The banks, restaurants and retail stocks should be on fire this time of year. Instead, they are downright toxic, Jim Cramer said.
"They are houses on fire, and there is no letting up in the flames, even as the averages rebounded hard today," the "Mad Money" host said.
As the quarter winds down, Cramer compared each group's progress this year to where investors expected them to go not long ago.
With the expectation that the Federal Reserve would raise interest rates several times in 2016, the banks were supposed to make a fortune. Instead, only one hike came last December and the subsequent rate rise never happened.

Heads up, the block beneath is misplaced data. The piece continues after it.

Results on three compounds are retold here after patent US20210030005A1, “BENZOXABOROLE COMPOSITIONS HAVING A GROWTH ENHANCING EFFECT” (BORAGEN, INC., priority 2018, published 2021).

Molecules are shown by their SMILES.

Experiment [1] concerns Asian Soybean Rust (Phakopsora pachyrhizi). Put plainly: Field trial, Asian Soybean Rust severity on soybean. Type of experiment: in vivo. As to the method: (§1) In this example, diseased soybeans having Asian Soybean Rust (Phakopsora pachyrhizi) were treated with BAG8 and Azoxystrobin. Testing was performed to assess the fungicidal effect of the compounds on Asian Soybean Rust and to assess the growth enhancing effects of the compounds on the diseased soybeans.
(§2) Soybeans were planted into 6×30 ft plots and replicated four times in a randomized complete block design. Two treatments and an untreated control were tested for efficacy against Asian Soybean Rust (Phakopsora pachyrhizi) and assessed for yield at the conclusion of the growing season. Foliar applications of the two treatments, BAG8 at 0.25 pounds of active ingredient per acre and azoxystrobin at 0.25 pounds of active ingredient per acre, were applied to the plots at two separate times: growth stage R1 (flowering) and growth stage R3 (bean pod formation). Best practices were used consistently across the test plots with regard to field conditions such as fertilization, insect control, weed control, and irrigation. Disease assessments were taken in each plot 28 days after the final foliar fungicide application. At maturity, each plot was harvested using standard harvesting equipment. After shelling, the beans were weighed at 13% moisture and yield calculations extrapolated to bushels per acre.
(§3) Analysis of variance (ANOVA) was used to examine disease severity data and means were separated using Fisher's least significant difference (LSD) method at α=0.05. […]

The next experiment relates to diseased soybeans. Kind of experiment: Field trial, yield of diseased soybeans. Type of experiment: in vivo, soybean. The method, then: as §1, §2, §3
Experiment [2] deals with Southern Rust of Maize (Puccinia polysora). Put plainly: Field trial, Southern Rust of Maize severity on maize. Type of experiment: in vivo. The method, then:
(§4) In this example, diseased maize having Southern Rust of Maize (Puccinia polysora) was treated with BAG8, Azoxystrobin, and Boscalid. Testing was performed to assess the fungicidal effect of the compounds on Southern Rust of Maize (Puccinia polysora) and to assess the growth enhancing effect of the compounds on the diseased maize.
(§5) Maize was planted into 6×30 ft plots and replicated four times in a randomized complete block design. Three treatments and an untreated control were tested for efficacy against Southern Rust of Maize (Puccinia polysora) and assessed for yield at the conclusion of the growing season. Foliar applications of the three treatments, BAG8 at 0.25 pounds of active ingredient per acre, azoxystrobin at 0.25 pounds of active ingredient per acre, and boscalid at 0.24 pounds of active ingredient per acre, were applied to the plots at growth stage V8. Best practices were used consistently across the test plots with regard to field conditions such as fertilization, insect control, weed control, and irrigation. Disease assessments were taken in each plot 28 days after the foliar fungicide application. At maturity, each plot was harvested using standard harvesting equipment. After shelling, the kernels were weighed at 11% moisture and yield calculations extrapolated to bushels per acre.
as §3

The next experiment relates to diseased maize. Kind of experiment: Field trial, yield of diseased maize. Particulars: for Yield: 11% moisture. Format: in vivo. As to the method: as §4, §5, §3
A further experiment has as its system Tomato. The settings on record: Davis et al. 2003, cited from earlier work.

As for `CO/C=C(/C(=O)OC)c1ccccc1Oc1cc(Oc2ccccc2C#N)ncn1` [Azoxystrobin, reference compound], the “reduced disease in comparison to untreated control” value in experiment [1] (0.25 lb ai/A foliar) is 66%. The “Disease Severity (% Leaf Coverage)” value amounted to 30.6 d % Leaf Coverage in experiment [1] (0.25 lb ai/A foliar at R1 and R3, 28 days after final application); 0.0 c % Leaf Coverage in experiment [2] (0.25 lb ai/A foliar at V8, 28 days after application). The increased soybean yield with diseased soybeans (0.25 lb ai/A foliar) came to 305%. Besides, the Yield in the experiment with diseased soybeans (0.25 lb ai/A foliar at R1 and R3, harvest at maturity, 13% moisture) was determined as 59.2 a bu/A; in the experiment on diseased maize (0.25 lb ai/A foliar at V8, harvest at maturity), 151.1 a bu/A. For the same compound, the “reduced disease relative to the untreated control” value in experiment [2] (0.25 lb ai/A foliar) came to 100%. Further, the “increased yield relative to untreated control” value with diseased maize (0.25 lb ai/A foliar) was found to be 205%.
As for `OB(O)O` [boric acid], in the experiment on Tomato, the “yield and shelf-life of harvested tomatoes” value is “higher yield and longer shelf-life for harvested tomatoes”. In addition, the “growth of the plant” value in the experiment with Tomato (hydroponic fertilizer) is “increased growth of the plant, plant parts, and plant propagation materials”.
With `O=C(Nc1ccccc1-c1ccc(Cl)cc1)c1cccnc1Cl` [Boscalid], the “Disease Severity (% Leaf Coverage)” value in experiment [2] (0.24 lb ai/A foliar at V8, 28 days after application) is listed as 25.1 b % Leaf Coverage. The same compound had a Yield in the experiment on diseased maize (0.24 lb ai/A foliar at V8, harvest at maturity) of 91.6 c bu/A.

Additionally, there have always been a few offsets for banks with weak net interest margins that could augment profits by offering more services to customers and create a steady stream of fees, referred to as cross-selling.
But with Wells Fargo admitting employees opened unauthorized customer accounts for clients to meet sales goals, cross-selling has become a vicious cycle for banks that they must somehow figure out how to stem, Cramer said.